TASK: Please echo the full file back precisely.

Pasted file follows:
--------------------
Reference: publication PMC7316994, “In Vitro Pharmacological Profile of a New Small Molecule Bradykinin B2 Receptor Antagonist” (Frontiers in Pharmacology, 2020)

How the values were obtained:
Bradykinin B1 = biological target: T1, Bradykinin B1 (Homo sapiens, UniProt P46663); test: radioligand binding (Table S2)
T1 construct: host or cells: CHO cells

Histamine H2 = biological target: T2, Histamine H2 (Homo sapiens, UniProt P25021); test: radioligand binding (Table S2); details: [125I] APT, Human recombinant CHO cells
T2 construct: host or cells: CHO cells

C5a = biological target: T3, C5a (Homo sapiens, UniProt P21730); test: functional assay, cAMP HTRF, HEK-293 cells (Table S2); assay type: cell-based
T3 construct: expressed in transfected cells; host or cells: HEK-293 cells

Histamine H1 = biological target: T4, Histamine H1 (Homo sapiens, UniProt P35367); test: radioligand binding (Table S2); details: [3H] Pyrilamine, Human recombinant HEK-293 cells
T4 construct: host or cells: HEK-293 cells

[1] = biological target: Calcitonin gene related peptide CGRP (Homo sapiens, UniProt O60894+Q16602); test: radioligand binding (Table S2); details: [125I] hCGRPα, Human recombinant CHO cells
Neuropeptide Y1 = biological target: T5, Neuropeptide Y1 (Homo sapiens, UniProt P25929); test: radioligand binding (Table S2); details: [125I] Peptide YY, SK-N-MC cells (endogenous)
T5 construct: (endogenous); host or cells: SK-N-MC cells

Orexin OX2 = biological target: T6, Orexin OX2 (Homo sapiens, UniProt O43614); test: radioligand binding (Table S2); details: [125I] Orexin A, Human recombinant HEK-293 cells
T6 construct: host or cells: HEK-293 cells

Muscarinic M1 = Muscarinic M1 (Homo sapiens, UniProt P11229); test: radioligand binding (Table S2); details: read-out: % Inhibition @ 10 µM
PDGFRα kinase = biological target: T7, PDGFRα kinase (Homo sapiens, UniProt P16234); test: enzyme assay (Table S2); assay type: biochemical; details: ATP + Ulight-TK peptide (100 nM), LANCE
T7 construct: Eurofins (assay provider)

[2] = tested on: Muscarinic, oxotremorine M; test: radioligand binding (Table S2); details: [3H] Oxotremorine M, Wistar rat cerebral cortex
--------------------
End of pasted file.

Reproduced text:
Reference: publication PMC7316994, “In Vitro Pharmacological Profile of a New Small Molecule Bradykinin B2 Receptor Antagonist” (Frontiers in Pharmacology, 2020)

How the values were obtained:
Bradykinin B1 = biological target: T1, Bradykinin B1 (Homo sapiens, UniProt P46663); test: radioligand binding (Table S2)
T1 construct: host or cells: CHO cells

Histamine H2 = biological target: T2, Histamine H2 (Homo sapiens, UniProt P25021); test: radioligand binding (Table S2); details: [125I] APT, Human recombinant CHO cells
T2 construct: host or cells: CHO cells

C5a = biological target: T3, C5a (Homo sapiens, UniProt P21730); test: functional assay, cAMP HTRF, HEK-293 cells (Table S2); assay type: cell-based
T3 construct: expressed in transfected cells; host or cells: HEK-293 cells

Histamine H1 = biological target: T4, Histamine H1 (Homo sapiens, UniProt P35367); test: radioligand binding (Table S2); details: [3H] Pyrilamine, Human recombinant HEK-293 cells
T4 construct: host or cells: HEK-293 cells

[1] = biological target: Calcitonin gene related peptide CGRP (Homo sapiens, UniProt O60894+Q16602); test: radioligand binding (Table S2); details: [125I] hCGRPα, Human recombinant CHO cells
Neuropeptide Y1 = biological target: T5, Neuropeptide Y1 (Homo sapiens, UniProt P25929); test: radioligand binding (Table S2); details: [125I] Peptide YY, SK-N-MC cells (endogenous)
T5 construct: (endogenous); host or cells: SK-N-MC cells

Orexin OX2 = biological target: T6, Orexin OX2 (Homo sapiens, UniProt O43614); test: radioligand binding (Table S2); details: [125I] Orexin A, Human recombinant HEK-293 cells
T6 construct: host or cells: HEK-293 cells

Muscarinic M1 = Muscarinic M1 (Homo sapiens, UniProt P11229); test: radioligand binding (Table S2); details: read-out: % Inhibition @ 10 µM
PDGFRα kinase = biological target: T7, PDGFRα kinase (Homo sapiens, UniProt P16234); test: enzyme assay (Table S2); assay type: biochemical; details: ATP + Ulight-TK peptide (100 nM), LANCE
T7 construct: Eurofins (assay provider)

[2] = tested on: Muscarinic, oxotremorine M; test: radioligand binding (Table S2); details: [3H] Oxotremorine M, Wistar rat cerebral cortex